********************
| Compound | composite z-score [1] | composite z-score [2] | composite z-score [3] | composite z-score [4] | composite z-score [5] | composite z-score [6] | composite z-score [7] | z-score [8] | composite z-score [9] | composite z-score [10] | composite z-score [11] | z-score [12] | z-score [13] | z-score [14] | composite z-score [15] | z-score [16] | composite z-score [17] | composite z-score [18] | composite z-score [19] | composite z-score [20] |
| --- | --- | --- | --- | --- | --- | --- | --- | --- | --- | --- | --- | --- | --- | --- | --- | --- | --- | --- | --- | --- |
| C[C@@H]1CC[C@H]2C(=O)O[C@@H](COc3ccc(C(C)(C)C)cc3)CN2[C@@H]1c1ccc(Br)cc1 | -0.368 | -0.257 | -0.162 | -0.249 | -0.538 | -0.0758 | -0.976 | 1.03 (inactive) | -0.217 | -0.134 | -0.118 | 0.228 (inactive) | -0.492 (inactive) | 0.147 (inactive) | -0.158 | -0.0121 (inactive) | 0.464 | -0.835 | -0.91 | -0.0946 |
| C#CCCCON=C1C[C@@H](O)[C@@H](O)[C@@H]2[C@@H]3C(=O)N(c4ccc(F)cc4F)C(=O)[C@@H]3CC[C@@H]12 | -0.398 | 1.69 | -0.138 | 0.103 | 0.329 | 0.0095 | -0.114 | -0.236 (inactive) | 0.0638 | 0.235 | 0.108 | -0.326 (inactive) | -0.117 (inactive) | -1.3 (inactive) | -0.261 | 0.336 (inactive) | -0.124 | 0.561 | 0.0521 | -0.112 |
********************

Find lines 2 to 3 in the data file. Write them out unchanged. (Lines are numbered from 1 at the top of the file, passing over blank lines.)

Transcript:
| --- | --- | --- | --- | --- | --- | --- | --- | --- | --- | --- | --- | --- | --- | --- | --- | --- | --- | --- | --- | --- |
| C[C@@H]1CC[C@H]2C(=O)O[C@@H](COc3ccc(C(C)(C)C)cc3)CN2[C@@H]1c1ccc(Br)cc1 | -0.368 | -0.257 | -0.162 | -0.249 | -0.538 | -0.0758 | -0.976 | 1.03 (inactive) | -0.217 | -0.134 | -0.118 | 0.228 (inactive) | -0.492 (inactive) | 0.147 (inactive) | -0.158 | -0.0121 (inactive) | 0.464 | -0.835 | -0.91 | -0.0946 |